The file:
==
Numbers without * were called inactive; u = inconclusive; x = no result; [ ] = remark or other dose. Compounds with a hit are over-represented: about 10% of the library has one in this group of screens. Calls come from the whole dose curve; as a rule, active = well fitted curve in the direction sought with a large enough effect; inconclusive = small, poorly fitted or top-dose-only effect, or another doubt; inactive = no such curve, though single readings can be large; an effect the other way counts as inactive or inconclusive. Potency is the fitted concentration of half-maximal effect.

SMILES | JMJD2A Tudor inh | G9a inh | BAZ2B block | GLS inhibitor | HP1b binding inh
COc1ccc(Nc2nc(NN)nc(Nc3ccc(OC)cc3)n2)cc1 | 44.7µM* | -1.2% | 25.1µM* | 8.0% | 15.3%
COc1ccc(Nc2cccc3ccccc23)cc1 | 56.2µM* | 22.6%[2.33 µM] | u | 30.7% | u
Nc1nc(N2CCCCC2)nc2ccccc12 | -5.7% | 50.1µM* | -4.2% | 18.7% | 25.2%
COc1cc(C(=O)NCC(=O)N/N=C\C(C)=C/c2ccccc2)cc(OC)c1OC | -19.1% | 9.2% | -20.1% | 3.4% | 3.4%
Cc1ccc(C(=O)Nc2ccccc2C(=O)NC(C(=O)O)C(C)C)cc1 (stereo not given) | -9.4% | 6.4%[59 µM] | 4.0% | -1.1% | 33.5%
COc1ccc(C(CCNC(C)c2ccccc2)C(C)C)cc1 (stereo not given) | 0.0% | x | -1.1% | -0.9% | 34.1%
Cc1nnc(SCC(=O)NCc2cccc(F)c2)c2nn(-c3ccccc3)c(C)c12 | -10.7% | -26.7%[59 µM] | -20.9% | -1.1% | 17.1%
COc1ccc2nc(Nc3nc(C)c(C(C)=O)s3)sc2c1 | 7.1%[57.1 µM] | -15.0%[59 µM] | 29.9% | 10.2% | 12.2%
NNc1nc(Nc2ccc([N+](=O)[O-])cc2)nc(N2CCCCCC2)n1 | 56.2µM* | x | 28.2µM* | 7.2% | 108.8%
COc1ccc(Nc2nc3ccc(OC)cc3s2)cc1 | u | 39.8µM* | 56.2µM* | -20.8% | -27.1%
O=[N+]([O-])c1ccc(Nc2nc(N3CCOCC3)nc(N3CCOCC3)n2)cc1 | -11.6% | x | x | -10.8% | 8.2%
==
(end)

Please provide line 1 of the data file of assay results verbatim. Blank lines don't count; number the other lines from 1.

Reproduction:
Numbers without * were called inactive; u = inconclusive; x = no result; [ ] = remark or other dose. Compounds with a hit are over-represented: about 10% of the library has one in this group of screens. Calls come from the whole dose curve; as a rule, active = well fitted curve in the direction sought with a large enough effect; inconclusive = small, poorly fitted or top-dose-only effect, or another doubt; inactive = no such curve, though single readings can be large; an effect the other way counts as inactive or inconclusive. Potency is the fitted concentration of half-maximal effect.